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Income Inequality Grows in the United States

The Center on Budget and Policy Priorities has just published “Pulling Apart: A State-by-State Analysis of Income Trends.”

Among other facts presented: Over the last twenty years, the poorest fifth of families only gained $125 per year; the richest fifth of families gained $4,410 per year. That translates into an 18.9% increase in income versus 59.5%.

In most states, the gap between the highest-income families and poor and middle-income families grew significantly between the early 1980s and the early 2000s …

The five states with the largest income gap between the top and bottom fifths of families are New York, Texas, Tennessee, Arizona, and Florida. Generally, income gaps are larger in the Southeast and Southwest and smaller in the Midwest, Great Plains, and Mountain states …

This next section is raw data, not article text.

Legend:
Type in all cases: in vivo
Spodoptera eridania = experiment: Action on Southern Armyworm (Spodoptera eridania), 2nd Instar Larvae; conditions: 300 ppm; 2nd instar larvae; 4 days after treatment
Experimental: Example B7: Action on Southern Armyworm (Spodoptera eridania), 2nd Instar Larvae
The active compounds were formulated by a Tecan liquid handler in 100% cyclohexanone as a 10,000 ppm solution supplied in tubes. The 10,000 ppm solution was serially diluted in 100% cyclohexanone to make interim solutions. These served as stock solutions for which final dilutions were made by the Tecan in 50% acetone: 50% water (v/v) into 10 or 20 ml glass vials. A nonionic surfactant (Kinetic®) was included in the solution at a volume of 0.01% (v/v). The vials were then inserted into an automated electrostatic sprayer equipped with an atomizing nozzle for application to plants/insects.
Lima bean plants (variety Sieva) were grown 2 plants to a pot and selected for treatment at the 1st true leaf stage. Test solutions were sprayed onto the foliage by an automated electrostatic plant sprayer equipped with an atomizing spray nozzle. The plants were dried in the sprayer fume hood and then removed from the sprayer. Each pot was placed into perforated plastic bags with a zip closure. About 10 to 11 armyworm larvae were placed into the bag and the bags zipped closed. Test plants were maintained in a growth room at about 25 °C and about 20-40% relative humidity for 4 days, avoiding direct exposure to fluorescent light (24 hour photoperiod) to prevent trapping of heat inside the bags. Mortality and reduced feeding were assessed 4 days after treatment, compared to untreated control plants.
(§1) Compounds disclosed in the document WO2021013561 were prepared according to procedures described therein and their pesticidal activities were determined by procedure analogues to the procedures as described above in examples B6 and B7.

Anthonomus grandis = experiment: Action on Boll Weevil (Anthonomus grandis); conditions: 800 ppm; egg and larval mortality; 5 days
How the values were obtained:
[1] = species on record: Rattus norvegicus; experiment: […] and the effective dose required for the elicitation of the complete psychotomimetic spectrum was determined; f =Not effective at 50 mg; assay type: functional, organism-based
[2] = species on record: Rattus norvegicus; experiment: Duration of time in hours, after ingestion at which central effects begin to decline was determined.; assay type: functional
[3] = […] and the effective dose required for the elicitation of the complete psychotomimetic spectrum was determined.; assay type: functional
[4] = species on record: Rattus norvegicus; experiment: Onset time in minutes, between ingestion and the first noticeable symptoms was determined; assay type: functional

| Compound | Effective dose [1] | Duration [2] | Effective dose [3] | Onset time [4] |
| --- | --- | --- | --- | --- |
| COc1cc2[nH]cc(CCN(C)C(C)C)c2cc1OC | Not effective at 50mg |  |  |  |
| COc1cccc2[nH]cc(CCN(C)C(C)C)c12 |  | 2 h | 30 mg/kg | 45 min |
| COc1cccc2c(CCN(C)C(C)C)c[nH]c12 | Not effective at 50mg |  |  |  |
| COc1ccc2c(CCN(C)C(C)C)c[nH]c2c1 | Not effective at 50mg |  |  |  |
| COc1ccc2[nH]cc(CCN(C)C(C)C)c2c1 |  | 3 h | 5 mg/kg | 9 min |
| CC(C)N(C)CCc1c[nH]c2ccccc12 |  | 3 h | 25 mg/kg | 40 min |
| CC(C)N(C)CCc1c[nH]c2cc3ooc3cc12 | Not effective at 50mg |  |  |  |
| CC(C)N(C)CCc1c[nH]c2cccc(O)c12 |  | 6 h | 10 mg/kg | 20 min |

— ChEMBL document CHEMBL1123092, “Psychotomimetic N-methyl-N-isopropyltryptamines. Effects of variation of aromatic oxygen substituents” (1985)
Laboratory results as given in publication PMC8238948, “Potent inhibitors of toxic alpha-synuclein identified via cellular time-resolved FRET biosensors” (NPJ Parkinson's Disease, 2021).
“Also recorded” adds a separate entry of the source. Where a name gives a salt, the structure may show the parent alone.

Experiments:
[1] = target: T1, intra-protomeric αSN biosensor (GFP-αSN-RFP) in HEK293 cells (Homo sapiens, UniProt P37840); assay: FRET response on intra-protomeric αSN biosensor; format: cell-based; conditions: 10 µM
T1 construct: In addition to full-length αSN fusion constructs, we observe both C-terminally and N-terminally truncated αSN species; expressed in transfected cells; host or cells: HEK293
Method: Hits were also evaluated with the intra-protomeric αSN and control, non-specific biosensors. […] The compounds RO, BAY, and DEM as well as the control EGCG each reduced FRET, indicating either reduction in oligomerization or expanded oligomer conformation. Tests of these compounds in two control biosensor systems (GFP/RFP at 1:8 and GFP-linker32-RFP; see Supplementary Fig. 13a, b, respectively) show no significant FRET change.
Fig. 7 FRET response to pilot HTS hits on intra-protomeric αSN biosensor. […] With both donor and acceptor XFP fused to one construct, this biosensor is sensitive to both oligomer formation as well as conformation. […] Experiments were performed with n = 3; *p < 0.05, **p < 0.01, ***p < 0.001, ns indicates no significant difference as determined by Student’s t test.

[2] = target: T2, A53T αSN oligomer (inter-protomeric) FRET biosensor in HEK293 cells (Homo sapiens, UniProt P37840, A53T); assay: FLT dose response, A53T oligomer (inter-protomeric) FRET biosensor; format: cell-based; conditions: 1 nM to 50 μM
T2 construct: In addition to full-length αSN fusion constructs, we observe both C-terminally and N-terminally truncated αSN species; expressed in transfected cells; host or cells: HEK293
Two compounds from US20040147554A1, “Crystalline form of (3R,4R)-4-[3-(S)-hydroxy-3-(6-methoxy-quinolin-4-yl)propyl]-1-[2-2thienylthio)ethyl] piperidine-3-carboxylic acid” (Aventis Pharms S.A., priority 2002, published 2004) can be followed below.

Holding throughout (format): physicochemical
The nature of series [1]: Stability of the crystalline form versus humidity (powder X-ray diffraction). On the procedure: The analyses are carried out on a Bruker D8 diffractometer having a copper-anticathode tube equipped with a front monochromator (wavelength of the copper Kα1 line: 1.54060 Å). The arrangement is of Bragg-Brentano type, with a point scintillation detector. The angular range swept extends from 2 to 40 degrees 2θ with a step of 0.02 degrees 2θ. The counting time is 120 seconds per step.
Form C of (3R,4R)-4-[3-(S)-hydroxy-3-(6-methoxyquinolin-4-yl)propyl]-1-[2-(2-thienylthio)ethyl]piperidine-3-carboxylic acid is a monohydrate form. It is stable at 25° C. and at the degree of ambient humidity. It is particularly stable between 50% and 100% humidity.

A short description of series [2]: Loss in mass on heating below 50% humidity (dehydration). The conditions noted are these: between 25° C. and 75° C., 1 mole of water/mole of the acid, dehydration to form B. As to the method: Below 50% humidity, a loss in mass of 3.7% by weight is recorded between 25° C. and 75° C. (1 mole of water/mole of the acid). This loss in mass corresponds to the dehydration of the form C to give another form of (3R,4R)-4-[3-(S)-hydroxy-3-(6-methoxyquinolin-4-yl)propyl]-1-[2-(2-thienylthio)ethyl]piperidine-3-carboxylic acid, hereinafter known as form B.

Possible steps [for reversing this trend] include raising the state minimum wage, strengthening supports for low-income working families, and reforming the unemployment insurance system. In addition, states can pursue tax policies that partially offset the growing inequality of pre-tax incomes.

A full report (PDF), state fact sheets, and state data tables (Excel) are available for review.

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